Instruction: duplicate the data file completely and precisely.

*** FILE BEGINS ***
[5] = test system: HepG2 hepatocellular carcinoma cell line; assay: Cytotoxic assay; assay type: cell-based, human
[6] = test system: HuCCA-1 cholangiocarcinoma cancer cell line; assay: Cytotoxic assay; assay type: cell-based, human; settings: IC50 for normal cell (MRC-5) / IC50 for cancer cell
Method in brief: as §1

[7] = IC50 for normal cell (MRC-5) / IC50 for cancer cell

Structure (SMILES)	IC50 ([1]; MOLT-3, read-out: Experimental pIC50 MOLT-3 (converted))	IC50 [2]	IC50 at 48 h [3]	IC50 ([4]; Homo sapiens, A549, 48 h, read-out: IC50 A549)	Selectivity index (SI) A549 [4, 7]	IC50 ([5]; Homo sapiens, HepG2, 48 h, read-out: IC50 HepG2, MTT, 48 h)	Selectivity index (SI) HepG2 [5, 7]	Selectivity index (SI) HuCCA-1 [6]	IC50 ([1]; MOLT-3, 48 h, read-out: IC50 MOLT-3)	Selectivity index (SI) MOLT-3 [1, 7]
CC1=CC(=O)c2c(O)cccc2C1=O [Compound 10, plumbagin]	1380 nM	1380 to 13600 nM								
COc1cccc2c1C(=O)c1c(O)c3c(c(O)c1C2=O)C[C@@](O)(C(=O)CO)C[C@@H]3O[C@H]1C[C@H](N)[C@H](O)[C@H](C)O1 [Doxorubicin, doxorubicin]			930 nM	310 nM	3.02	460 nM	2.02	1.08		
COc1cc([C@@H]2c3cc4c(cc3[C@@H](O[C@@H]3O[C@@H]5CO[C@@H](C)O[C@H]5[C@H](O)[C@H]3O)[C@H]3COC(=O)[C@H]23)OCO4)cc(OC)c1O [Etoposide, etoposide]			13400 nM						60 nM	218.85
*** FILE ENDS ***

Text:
[5] = test system: HepG2 hepatocellular carcinoma cell line; assay: Cytotoxic assay; assay type: cell-based, human
[6] = test system: HuCCA-1 cholangiocarcinoma cancer cell line; assay: Cytotoxic assay; assay type: cell-based, human; settings: IC50 for normal cell (MRC-5) / IC50 for cancer cell
Method in brief: as §1

[7] = IC50 for normal cell (MRC-5) / IC50 for cancer cell

Structure (SMILES)	IC50 ([1]; MOLT-3, read-out: Experimental pIC50 MOLT-3 (converted))	IC50 [2]	IC50 at 48 h [3]	IC50 ([4]; Homo sapiens, A549, 48 h, read-out: IC50 A549)	Selectivity index (SI) A549 [4, 7]	IC50 ([5]; Homo sapiens, HepG2, 48 h, read-out: IC50 HepG2, MTT, 48 h)	Selectivity index (SI) HepG2 [5, 7]	Selectivity index (SI) HuCCA-1 [6]	IC50 ([1]; MOLT-3, 48 h, read-out: IC50 MOLT-3)	Selectivity index (SI) MOLT-3 [1, 7]
CC1=CC(=O)c2c(O)cccc2C1=O [Compound 10, plumbagin]	1380 nM	1380 to 13600 nM								
COc1cccc2c1C(=O)c1c(O)c3c(c(O)c1C2=O)C[C@@](O)(C(=O)CO)C[C@@H]3O[C@H]1C[C@H](N)[C@H](O)[C@H](C)O1 [Doxorubicin, doxorubicin]			930 nM	310 nM	3.02	460 nM	2.02	1.08		
COc1cc([C@@H]2c3cc4c(cc3[C@@H](O[C@@H]3O[C@@H]5CO[C@@H](C)O[C@H]5[C@H](O)[C@H]3O)[C@H]3COC(=O)[C@H]23)OCO4)cc(OC)c1O [Etoposide, etoposide]			13400 nM						60 nM	218.85